Tim's story: Surviving severe burns and supporting other survivors

Tim sustained severe burns in a workplace accident 15 years ago and now mentors other burns survivors.

Professional painter using a spray gun

The youngest of five children, Tim grew up on the Central Coast in the sixties and seventies. His dad worked mostly as a travelling salesman until he set up a car repair business in Warners Bay.

As a kid, Tim loved the cars and collected models of vintage brands. He was always getting into trouble for trying to start the cars in the backyard. Tim left school in Year 10 and got an apprenticeship with his dad as a spray painter as well as working on the car engines.

He met future wife Yvonne when her car broke down and Tim was able to get it started... They ended up dating and got married in 1985. The newly-wed couple lived with Tim's parents for three months and later bought a house in Warners Bay.

A workplace accident

After working with his father for 10 years until the business closed, Tim found another job as an industrial spray painter in Tomago, painting containers, waste bins and trucks.

In 2001 Tim and Yvonne moved to Raymond Terrace to be closer to Tim's work. They made friends in the community and joined a local church. One afternoon in May 2006, Tim was at work painting the inside of a 20-cubic-metre waste bin.

"I had no idea that an apprentice had shut the door and started welding the outside of the bin," says Tim.

"It's against all the safety rules because the paint is so flammable. The fumes built up and there was an explosion. I don’t remember any of it."

Tim sustained extensive burns to nearly 90 percent of his body. Yvonne got a phone call from Tim's work to say he had some minor burns on his hands. On the way to Tim's work she saw a helicopter, an ambulance and then the police. A policeman told her that Tim would probably not survive the night.

As Tim was airlifted to hospital, Yvonne held on to that first message about a minor accident and that Tim is not going to die tonight. She was right, but it was a terrible struggle.


Tim was in a coma for three and a half months and endured more than 20 operations, partial amputation of both hands and multiple skin grafts. Some of the grafting techniques—such as "spray-on" skin, developed by Dr Fiona Wood at Royal Perth Hospital to help the burns survivors of the 2002 Bali bombing—were a major factor in Tim's survival.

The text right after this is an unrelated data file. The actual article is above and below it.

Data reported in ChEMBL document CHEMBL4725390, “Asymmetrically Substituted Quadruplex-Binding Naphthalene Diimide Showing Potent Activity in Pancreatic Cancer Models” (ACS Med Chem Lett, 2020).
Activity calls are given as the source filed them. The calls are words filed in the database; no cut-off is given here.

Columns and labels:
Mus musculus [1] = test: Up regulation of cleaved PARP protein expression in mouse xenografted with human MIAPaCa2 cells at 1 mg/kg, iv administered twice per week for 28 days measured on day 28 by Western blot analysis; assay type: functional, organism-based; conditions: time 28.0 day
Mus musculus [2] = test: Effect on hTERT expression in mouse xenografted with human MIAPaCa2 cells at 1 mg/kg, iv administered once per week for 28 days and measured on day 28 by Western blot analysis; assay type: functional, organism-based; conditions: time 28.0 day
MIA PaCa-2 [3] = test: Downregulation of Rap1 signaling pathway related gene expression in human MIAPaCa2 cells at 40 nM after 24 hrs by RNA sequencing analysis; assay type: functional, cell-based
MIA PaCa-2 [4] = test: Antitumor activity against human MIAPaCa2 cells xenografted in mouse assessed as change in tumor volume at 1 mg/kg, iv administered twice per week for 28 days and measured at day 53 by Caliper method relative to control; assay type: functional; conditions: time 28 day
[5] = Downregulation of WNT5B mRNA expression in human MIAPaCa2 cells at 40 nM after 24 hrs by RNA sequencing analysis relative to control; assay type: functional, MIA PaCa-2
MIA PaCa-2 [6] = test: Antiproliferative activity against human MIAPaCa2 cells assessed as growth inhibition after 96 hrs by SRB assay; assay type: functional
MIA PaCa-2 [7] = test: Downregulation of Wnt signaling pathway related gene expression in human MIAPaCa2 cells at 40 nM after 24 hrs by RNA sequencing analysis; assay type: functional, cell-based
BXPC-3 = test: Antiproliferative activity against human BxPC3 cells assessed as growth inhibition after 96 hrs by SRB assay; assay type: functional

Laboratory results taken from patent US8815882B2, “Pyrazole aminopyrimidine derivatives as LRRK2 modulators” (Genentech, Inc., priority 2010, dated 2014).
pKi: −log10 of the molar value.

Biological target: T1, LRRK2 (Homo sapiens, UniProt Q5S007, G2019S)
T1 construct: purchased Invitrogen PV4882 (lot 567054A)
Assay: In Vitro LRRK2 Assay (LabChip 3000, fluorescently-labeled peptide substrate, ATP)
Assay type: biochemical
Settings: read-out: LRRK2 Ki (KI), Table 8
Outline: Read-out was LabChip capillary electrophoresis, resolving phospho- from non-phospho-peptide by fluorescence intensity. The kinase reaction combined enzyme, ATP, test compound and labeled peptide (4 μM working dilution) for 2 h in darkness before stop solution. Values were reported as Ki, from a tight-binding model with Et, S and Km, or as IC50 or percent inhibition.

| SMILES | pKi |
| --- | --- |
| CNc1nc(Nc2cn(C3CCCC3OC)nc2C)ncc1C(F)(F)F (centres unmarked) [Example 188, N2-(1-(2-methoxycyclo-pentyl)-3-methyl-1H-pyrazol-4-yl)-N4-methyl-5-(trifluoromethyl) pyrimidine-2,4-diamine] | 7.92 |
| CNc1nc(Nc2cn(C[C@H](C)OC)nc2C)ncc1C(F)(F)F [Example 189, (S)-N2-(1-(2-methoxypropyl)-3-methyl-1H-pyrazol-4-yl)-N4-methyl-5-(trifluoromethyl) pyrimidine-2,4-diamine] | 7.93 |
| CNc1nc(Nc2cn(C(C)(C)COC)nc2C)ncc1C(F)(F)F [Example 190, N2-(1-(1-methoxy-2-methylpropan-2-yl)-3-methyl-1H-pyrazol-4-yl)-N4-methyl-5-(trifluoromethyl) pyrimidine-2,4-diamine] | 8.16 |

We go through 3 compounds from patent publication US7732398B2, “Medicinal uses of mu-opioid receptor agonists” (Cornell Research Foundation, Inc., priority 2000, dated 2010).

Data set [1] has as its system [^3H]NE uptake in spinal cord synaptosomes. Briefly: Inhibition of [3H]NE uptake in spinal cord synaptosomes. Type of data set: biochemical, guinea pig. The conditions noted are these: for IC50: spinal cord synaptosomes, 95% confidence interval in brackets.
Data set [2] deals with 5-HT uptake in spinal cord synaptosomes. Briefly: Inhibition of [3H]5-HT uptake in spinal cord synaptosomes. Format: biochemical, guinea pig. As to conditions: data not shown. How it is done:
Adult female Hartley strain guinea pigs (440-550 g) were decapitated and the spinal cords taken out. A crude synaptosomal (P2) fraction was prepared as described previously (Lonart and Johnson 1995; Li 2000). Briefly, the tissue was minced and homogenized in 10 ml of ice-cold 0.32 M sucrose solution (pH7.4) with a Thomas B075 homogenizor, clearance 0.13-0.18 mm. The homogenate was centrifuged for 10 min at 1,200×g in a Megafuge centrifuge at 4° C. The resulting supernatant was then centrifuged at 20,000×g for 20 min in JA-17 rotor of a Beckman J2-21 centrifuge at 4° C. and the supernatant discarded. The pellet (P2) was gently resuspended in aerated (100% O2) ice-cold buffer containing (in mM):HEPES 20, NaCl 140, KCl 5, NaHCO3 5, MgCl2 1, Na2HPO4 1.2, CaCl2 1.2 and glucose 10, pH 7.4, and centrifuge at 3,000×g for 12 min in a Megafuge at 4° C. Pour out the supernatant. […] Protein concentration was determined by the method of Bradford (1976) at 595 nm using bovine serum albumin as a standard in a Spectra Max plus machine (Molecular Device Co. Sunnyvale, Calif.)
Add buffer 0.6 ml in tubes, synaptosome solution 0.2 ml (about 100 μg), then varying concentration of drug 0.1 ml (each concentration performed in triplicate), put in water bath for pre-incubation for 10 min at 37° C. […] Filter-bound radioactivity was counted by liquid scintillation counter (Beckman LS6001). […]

When Tim regained consciousness, he couldn't speak and he had to communicate by sign language—often it was just with his eyes. At first his elbows were locked in, but by Christmas they had unlocked. Like a miracle! The doctors and nurses called him The Miracle Man.


Tim spent seven months in Royal North Shore before moving to Royal Rehab in Ryde. He didn't want Yvonne to leave—she stayed in Sydney the whole time and became known as Nurse Yvonne at rehab.

“It took me a good three months in rehab to get my legs to work properly. I had to relearn a lot of things.”

A year after the accident Tim finally came home. But the next few years were full of return trips to hospital to deal with complications arising from the condition of Tim's skin and the recurrence of surgical hernias. Tim and Yvonne have had to thoroughly educate themselves about skin care.

Soon after returning home, Tim decided to stop all his pain medications. He hated his dependence on them and all the side effects so he went cold turkey. It was terrible for two weeks but the end result was good.

A burns mentor

On one of his stays in Royal North Shore, Tim was asked by one of the nurse practitioners to talk to another burns patient.

"He wasn't as severely burnt as me but he was very upset and crying and all the nurses were upset as well. I spoke to him and he calmed down."

Tim is now involved in the hospital's burns mentoring program and meets one-on-one with recent survivors, discussing adjustment and rehabilitation issues.

He points out that peer support for burns survivors, especially adult survivors, hadn't really got off the ground here in Australia.

"We started to bring people together. We have an adult Facebook group that's grown to 150 members, but it's hard to organise meetings because of limited sponsorship. We had a national meeting on the Sunshine Coast last year that went well—we even had 10 people here from New Zealand—and we were planning one on the Central Coast this year but, because of COVID, it never happened," says Tim.

In 2018 Tim and Yvonne went to a World Burns Congress in Michigan. Survivors told their own particular stories and there was lots of discussion of new treatments and technologies and scarring issues.

While Yvonne is Tim's full-time carer, icare's Workers Care Program provides support workers to help Tim for about 16 hours a week.


On top of his work with other burns survivors through online forums and peer support groups, Tim is doing a chaplaincy course through his church to give him skills in going into the community and talking to people.

“I want to help those burn survivors who don't get much ongoing assistance. There are a lot of suicides among this group, particularly those suffering from post-traumatic stress.”

Beyond Burns is a virtual hub that provides connections between survivors, information and support networks.